The Jackson County Commission hosted its second community meeting to discuss the Holiday Shores subdivision Monday evening, and everyone left with more questions.
More citizens attended the second meeting than the first, and they had questions about property taxes in the subdivision if it were to be moved into Marshall County. Josh Morris asked if the property taxes would remain the same if the section of Holiday Shores were moved into Marshall County. He has property in both counties and said he pays much more in Marshall County than he does in Jackson County.
Morris said he has four lots in the Jackson County portion of Holiday Shores, and he pays about $300 for all four lots. He has one lot in Marshall County, and he pays almost the same amount for it than he does for the four lots in Jackson County.
Kevin Clark has the same problem as Morris. He has two lots in the Jackson County part of Holiday Shores, and he said he pays about $25 for those two lots. He has four on the Marshall County side, and he said he pays close to $1,000 in property taxes for those four lots.
Both men said they wanted to stay in Jackson County if the property taxes were going to skyrocket once they were moved to Marshall County.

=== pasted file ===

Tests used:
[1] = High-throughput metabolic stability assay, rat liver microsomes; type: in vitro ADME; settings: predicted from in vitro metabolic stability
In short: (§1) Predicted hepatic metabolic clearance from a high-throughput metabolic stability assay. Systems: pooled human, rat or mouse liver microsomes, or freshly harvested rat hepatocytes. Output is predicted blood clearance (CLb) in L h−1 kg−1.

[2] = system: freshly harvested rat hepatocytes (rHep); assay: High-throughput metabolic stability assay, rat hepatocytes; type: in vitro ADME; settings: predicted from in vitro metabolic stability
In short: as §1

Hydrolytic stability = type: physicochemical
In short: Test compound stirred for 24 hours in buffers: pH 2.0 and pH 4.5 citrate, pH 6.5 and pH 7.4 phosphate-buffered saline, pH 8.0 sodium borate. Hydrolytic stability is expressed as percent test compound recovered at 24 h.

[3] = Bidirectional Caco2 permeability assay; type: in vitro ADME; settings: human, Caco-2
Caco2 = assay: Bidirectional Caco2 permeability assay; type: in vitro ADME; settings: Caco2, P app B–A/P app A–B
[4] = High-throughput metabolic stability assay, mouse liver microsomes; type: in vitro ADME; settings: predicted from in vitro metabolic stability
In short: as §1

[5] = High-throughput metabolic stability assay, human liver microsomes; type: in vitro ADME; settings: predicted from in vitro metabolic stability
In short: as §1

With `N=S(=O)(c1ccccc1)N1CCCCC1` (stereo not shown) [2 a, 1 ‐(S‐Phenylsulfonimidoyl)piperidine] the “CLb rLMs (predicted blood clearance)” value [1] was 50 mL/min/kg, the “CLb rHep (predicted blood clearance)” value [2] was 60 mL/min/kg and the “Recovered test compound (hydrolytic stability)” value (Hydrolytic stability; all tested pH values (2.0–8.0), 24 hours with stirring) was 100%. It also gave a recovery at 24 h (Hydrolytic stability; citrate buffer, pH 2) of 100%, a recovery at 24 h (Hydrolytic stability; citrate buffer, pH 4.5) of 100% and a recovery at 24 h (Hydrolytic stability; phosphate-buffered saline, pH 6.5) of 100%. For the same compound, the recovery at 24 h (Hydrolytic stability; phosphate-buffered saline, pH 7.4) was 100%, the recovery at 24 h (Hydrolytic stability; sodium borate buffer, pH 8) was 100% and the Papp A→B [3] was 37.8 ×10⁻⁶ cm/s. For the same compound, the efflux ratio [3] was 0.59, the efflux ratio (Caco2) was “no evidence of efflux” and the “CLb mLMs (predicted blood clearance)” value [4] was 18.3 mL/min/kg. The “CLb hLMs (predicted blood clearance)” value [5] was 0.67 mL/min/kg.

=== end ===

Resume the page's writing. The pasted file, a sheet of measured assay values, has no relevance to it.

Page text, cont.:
Marshall County District 2 Commissioner Rick Watson said he did not know why the property taxes were so much higher in Marshall County and that he would find out the problem.
Commission Chairman Tim Guffey said once the property tax situation is resolved, they will be able to move forward.
There were questions about the condition of the roads in Holiday Shores. The roads are not in Jackson County’s inventory, so the county cannot service the roads. Guffey said for a road to be put into inventory, it must be built to state specifications and be serviced for one year.
The majority of the subdivision is in Marshall County, but there is a small part that is in Jackson County. The estimated 60 acres located in Jackson County may be transferred to Marshall County, but only by a legislative act.
All services in the Holiday Shores community are provided by Marshall County, and all the children that live in the small section in Jackson County attend Marshall County schools.
The 16 residents, however, pay taxes in Jackson County. Commission Chairman Tim Guffey said the total amount the county gets from those 16 residents is $986.
A legislative act would be needed to change the boundary line. If both commissions are agreeable, they can draft the proper documentation for each commission to adopt. Both commissions agree that the issue would not be resolved this legislative session, but they promised to return at a later date.
Guffey said the meeting went well and that he was happy people came out to voice their concerns.